“Boston Blues Queen” Cramer, who hosted the WGBH-radio program “Blues After Hours” each Friday and Saturday for 25 years, died earlier this year of cancer. “It will be a tribute to Mai and her contribution to the blues scene,” said Praia, “not only in Boston, but throughout New England.”

“The legacy of Squawk,” said Cusimano, “is that over the years the coffeehouse has brought together many performers who would never have met otherwise. Squawk got White to come out and play in public and Smythe to take up drums. Many connections and collaborations, too numerous to mention, have arisen from this venue.”

It appears they will keep on ‘risin. The show goes on every Thursday night from 9 p.m. to midnight. The Harvard-Epworth is located between Harvard & Porter Squares, and is next to Harvard Law School’s Pound Hall. For more information, call 617-789-4107 or visit www.angelfire.com/music/squawk.


 

“A Talk with Squawk”

February 18, 2005 by Doug Holder

Somerville News

On any given day, at the Sherman Cafe, in Union Square, you are bound to run into any number of poets, writers, and artists nursing their respective cups of java.

On this particular Saturday I ran into the former owner of House of Sarah Books in Inman Sq. and June Gross who co-wrote the play “The Dangers of Empathy.” But, who I was really waiting for was Lee Kidd and Jessa Lynne, of the “Squawk Coffeehouse,” a long-time venue of music, poetry and performance housed at the Harvard Epworth Methodist Church just outside Harvard Square.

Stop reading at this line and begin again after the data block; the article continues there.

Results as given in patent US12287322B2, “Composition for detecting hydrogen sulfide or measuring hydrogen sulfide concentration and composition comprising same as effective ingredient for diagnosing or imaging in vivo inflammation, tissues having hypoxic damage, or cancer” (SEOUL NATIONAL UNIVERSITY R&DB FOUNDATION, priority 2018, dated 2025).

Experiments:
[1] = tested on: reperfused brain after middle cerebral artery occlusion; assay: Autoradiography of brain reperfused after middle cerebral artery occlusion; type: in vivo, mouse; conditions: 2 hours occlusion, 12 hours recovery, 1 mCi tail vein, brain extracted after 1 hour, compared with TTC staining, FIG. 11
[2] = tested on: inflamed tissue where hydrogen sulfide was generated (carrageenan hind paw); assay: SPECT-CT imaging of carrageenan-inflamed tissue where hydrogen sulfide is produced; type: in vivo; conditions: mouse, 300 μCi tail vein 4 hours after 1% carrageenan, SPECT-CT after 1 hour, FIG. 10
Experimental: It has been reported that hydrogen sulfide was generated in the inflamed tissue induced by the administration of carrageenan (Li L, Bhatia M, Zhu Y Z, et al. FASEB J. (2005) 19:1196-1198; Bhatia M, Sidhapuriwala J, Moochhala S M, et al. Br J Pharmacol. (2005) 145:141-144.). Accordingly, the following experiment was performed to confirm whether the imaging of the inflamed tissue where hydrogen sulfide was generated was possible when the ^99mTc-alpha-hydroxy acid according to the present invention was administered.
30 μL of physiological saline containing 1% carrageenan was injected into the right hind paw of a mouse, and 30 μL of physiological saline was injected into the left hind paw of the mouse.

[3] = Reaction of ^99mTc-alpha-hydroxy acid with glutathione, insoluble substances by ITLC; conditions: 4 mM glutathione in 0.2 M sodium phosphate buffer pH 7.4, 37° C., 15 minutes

Since 1988, the coffeehouse has presented such folks as the poet/writer Ed Sanders, the singer and 60’s activist John Sinclair, the jazz musician and Kerouac confidant David Amram, and a host of local poets and musicians. Their other brainchild is “Squawk Magazine” an art and poetry journal that they have put out with artist/poet Mick Cusimano and others. There are 57 issues of the print magazine, and now “Squawk” is solely online, but a new print run may be in the works.

Lee Kidd, one of the founders of the “Squawk” enterprise, is decidedly a Renaissance man. Since 1976, he has owned and operated a language school in Harvard Square that specializes in foreign language immersion. Kidd is not just a self-educated bohemian. He attended Harvard Divinity School; he is a Fulbright scholar, and has been published in “The New Yorker.”